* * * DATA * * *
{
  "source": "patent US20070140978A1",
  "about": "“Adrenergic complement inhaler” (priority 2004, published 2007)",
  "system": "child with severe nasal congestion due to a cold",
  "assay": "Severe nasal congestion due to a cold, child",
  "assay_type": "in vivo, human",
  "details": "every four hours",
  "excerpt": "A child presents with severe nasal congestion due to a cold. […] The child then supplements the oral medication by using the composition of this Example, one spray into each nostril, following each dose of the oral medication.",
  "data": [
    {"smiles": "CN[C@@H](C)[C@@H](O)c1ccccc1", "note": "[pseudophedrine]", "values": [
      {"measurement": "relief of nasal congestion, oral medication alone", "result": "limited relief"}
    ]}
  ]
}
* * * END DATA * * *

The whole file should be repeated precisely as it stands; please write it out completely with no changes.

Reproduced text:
{
  "source": "patent US20070140978A1",
  "about": "“Adrenergic complement inhaler” (priority 2004, published 2007)",
  "system": "child with severe nasal congestion due to a cold",
  "assay": "Severe nasal congestion due to a cold, child",
  "assay_type": "in vivo, human",
  "details": "every four hours",
  "excerpt": "A child presents with severe nasal congestion due to a cold. […] The child then supplements the oral medication by using the composition of this Example, one spray into each nostril, following each dose of the oral medication.",
  "data": [
    {"smiles": "CN[C@@H](C)[C@@H](O)c1ccccc1", "note": "[pseudophedrine]", "values": [
      {"measurement": "relief of nasal congestion, oral medication alone", "result": "limited relief"}
    ]}
  ]
}